I recently was involved in a modest troubleshooting assignment: I was doing mechanical repair of an interface box which had been removed from service, with four identical connectors hand-labeled as A, B, C and D, corresponding to internal channels. I was told that only channels A and B were live, and that C and D were disconnected internally.
After I did the repair, I went on-site and reconnected the cables–which were conveniently labeled as a, b, c, and d–to their respective connectors. “All done,” or so I thought.
Well, not quite. The signals on cable “a” appeared at channel “B”, while the signal of cable “b” didn’t appear anywhere. It took a few minutes to realize the problem: those thoughtful labels A, B, C, and D on the box were wrong; I swapped things around, re-labeled the box’s connectors correctly, and my work was done.
But the incident got me thinking . This was a relatively simple case of mislabeling and incorrect documentation. But in many cases, the situation is far more complex, and the requisite documentation more vital.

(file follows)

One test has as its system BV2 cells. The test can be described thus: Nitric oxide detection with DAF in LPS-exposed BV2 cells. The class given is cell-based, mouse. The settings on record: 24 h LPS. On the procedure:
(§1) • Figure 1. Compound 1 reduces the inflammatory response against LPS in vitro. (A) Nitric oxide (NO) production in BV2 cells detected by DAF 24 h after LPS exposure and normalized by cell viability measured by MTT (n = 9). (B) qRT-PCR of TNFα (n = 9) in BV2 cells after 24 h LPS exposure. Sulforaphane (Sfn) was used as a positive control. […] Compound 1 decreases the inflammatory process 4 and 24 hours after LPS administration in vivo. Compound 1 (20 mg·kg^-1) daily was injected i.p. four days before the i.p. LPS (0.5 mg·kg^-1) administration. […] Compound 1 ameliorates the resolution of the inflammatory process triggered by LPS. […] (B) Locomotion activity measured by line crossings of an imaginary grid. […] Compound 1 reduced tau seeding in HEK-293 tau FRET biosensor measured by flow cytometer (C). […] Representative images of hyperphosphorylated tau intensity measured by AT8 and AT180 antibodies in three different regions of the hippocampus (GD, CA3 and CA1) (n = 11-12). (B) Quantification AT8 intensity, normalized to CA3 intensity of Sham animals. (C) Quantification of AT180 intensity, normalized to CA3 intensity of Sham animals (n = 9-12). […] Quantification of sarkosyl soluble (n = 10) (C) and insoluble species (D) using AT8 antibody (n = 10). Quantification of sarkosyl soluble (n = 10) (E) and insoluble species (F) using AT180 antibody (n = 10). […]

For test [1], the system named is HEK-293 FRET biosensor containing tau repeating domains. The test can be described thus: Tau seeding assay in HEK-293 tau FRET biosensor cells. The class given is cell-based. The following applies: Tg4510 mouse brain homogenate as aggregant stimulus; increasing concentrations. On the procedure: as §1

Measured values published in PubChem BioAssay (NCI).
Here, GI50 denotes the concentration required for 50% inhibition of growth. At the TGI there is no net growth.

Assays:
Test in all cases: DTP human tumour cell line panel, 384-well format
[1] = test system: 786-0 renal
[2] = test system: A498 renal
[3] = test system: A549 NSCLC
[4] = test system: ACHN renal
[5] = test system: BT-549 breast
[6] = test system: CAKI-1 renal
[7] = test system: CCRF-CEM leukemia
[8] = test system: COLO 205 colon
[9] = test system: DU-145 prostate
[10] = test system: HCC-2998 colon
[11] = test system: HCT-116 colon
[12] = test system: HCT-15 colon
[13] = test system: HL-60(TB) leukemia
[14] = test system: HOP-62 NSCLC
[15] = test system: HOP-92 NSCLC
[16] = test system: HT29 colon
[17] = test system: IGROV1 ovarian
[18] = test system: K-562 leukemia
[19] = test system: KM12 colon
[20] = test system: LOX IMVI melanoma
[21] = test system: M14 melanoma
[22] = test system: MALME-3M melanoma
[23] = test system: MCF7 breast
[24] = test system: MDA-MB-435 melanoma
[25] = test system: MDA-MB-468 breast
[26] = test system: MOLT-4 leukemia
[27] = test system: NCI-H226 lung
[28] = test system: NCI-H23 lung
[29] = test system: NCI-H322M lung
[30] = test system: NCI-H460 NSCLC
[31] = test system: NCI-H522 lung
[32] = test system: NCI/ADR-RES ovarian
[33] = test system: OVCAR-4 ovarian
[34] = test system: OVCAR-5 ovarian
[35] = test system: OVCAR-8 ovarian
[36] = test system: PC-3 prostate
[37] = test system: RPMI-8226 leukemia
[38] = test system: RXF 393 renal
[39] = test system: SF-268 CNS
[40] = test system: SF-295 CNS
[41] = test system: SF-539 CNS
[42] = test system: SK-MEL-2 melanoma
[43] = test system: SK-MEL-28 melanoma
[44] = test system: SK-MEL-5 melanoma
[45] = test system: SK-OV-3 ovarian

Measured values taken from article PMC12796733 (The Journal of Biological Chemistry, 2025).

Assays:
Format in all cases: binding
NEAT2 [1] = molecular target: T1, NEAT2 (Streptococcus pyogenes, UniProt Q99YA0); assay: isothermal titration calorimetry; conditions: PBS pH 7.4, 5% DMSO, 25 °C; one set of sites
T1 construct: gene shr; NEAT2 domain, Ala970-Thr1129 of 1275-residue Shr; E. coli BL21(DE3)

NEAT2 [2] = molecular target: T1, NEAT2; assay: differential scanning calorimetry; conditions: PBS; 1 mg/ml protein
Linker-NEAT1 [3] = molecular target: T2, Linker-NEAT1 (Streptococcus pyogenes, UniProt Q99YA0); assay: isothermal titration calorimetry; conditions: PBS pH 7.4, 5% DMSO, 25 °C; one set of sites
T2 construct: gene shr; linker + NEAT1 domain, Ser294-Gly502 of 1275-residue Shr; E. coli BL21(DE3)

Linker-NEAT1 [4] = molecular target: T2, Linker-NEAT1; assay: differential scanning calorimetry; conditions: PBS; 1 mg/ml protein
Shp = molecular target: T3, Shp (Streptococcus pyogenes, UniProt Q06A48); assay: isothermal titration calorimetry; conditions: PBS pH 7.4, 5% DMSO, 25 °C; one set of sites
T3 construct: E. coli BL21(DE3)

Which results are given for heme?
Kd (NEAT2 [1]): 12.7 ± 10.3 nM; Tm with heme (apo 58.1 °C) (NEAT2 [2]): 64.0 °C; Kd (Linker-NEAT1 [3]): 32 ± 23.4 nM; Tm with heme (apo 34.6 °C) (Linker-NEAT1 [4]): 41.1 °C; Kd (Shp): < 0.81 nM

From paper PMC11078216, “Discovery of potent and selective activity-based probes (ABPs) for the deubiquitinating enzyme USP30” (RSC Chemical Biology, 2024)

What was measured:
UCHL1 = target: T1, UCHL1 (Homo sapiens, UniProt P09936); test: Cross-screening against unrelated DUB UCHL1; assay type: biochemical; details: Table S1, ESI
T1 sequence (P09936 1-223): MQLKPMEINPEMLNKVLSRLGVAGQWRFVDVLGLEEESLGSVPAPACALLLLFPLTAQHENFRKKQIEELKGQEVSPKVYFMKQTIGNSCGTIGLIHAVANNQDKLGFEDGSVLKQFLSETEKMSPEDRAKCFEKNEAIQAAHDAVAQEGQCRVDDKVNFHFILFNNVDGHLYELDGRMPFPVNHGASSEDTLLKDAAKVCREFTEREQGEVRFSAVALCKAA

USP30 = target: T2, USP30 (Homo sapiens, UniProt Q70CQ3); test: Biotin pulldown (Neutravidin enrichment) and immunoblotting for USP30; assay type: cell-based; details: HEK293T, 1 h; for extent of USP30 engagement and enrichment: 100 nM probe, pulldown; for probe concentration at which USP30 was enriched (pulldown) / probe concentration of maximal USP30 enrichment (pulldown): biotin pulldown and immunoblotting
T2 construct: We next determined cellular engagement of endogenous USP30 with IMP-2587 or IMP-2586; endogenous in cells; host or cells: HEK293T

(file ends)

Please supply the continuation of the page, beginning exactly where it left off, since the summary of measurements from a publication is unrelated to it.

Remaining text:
Yet often, we are given documentation which is incomplete or, perhaps worse, inaccurate. Then we spend our time trying to figure out which part of the documentation is correct and which is not, at the same time we are trying to debug the system itself. This documentation can be a system-level block diagram, a circuit schematic, or even a code listing.
The other scenario is to have minimal or no documentation at all. In that case, you have fewer misconceptions about the correctness of what you’ve got, so you can’t be misled. That’s the good news. But you do need to unravel the design with a blank sheet of paper in front of you, so to speak, and that can be very tough.
So here’s the philosophical engineering question: is it better to have incorrect documentation which may help you get started, but which also may lead you astray; or to have no (or minimal) documentation which forces you to figure it out from scratch?What’s been your experience? What’s your preference??